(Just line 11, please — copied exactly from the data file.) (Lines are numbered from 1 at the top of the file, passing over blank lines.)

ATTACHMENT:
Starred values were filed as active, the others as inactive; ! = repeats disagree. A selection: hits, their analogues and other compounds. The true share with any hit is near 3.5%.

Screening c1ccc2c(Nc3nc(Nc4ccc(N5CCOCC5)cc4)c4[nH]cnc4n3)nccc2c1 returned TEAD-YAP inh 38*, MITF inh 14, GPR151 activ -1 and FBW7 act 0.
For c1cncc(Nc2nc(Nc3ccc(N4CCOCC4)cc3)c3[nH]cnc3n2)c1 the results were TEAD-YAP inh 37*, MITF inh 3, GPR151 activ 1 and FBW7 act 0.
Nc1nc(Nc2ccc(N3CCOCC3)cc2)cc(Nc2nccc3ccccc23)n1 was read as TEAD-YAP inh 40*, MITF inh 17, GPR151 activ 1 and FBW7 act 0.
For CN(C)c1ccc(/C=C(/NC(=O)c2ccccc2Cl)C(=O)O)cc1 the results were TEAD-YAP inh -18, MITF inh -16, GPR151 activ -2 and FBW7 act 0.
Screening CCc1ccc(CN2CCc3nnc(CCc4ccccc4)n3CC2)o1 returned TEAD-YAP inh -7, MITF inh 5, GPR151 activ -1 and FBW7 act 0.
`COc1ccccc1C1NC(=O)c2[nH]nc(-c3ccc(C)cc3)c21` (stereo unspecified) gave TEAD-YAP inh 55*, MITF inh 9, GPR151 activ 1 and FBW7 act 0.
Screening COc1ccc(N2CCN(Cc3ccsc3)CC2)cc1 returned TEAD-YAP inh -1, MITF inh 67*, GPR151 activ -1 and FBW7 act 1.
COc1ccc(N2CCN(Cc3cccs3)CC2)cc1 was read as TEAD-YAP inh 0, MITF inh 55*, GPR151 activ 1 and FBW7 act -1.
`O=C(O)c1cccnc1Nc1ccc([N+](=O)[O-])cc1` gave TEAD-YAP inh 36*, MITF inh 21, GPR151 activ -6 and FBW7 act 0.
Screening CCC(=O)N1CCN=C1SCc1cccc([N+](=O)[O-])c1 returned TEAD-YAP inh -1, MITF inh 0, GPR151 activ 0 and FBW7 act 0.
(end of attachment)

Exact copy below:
Screening CCC(=O)N1CCN=C1SCc1cccc([N+](=O)[O-])c1 returned TEAD-YAP inh -1, MITF inh 0, GPR151 activ 0 and FBW7 act 0.